More critical than how they looked, the important thing for Smith has always been to make his movies funny, or what he thought was funny. "The thing about comedy is, if it works, it works, and it works when you get the laughs," he explains. "I'm married to a woman who never laughs at [my stuff], but we're watching a sitcom and somebody does a banana peel pratfall, and she's guffawing. I just want to brain her, I just want to say, 'Are you high? You're going to sit next to me and laugh at something that banal?' But that's what comedy is. It's so subjective."
That said, Smith still thinks his last film, Zack and Miri Make a Porno, is funny and looks really good. "It actually irritated me when I saw one review that said, in effect, 'It's a Kevin Smith film, so of course it's not much to look at.' I'm thinking, come on, dude. I buy that, maybe, for four of my movies ago, but not this one. Do your homework a little more."
At this point in his career, Smith definitely feels like he has something to prove as a director. So his next film, A Couple of Dicks, starring Bruce Willis and Tracy Morgan, is an eyebrow-raising game changer. Firstly, it's not from a script he wrote himself, and secondly, he's making the film for Warner Bros.—the only time in his career except for Mallrats in 1995 and Dogma in 1999 that Smith is directing a feature without Harvey and Bob Weinstein behind it (initially at Miramax and later at the Weinstein Company).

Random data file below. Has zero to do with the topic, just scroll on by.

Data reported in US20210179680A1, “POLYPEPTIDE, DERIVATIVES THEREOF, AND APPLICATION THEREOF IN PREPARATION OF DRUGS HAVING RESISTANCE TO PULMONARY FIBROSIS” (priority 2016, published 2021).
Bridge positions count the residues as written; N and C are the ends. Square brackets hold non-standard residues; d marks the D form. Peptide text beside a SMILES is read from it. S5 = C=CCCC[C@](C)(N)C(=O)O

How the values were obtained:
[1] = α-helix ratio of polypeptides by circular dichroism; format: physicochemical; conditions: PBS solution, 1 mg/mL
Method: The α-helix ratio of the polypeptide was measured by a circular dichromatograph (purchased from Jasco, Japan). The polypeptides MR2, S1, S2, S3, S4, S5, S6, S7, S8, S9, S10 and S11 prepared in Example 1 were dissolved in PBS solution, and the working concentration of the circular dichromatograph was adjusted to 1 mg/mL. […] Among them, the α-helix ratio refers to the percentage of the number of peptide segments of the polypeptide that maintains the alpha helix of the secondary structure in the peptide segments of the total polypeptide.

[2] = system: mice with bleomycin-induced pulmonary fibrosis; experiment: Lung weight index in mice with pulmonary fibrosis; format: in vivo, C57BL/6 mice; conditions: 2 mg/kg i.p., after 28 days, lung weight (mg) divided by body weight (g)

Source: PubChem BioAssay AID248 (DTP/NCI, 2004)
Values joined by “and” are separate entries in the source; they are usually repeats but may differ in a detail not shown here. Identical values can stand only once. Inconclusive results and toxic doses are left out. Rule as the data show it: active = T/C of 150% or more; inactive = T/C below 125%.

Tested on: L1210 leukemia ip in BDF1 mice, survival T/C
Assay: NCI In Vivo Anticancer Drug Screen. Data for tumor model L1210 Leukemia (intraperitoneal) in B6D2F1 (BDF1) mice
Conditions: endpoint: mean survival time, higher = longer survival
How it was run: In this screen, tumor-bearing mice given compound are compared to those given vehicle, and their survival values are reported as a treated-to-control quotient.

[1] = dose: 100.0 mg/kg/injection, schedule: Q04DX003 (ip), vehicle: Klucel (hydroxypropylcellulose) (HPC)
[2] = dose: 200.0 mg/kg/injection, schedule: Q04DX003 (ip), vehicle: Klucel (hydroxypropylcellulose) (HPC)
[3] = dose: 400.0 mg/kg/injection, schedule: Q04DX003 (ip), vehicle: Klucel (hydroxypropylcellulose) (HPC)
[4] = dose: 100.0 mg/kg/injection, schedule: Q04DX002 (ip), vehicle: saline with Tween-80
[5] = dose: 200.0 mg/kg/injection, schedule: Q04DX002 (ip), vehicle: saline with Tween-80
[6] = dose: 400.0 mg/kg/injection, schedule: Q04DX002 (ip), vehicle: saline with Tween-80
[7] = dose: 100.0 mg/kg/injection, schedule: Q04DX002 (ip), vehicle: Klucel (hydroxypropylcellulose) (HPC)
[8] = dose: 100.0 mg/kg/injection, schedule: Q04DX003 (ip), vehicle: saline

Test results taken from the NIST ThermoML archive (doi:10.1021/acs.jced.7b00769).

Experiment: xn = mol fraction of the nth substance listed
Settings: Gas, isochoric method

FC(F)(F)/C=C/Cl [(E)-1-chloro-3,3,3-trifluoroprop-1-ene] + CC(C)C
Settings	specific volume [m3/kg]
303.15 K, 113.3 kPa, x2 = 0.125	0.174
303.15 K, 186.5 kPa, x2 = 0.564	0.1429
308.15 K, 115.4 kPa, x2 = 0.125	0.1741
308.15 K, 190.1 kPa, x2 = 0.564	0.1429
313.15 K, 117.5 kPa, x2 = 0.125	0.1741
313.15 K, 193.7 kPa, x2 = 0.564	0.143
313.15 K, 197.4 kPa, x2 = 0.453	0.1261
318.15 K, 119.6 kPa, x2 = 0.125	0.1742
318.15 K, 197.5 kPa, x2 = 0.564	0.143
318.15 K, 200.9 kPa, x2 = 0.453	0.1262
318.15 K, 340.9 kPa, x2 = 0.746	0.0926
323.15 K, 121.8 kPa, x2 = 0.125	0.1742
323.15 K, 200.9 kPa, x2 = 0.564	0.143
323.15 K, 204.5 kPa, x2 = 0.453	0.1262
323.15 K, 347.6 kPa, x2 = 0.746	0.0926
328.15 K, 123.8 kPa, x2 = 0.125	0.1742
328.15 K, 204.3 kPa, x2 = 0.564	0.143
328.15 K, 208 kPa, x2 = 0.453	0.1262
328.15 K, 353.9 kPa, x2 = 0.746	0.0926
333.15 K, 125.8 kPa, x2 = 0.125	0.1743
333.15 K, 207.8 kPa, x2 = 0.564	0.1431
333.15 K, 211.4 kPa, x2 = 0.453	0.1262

There's a reason for the shift in direction. Smith will be the first to tell you that he considers himself one of the luckiest humans on the planet. "I've been essentially telling whatever story I have to tell completely unhindered for the last 15 years. I've made more money than I ever thought existed in the world." Still, he is prone to disappointment. The box-office take of Zack and Miri—a little over $30 million in the U.S.—prompted Smith to pronounce himself a victim of the "$30 million curse," as none of his films have grossed much beyond that. And considering that Judd Apatow has been making much bigger money directing, producing and writing verbally dexterous and gleefully vulgar comedies that would have been unimaginable without the precedents Smith set with such films as Clerks and Chasing Amy, it may have been time for a change.
THE WHOLE TRUTH: Smith plans a shot with Alanis Morissette as God and
Alan Rickman as an angel in Dogma. It was a film, Smith says, that looked
better than critics gave it credit for. (Credit: Miramax/Everett Collection)